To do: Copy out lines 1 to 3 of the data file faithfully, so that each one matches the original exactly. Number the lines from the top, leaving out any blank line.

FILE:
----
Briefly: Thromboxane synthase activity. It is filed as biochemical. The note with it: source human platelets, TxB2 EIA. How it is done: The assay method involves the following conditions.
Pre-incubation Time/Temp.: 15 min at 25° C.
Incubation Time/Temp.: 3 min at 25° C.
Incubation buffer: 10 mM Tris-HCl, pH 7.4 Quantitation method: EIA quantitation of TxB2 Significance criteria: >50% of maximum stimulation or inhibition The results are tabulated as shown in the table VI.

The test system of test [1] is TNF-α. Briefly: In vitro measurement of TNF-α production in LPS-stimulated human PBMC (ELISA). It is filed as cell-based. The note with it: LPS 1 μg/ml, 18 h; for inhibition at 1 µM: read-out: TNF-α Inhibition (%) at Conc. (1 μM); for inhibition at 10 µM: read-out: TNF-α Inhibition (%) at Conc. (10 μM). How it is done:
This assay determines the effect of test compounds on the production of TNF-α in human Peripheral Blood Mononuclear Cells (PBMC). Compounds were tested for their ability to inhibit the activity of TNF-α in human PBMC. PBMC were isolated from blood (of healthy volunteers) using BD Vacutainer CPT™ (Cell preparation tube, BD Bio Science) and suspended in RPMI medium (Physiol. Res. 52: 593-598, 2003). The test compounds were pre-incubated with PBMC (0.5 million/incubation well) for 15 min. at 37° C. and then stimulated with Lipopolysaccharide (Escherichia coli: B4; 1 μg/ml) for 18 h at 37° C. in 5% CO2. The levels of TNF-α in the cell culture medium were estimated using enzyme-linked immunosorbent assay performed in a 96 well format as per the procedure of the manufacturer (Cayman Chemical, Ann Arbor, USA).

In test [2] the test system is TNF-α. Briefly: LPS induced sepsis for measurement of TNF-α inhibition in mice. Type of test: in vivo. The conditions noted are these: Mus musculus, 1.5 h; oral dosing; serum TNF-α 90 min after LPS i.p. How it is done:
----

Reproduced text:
Briefly: Thromboxane synthase activity. It is filed as biochemical. The note with it: source human platelets, TxB2 EIA. How it is done: The assay method involves the following conditions.
Pre-incubation Time/Temp.: 15 min at 25° C.
Incubation Time/Temp.: 3 min at 25° C.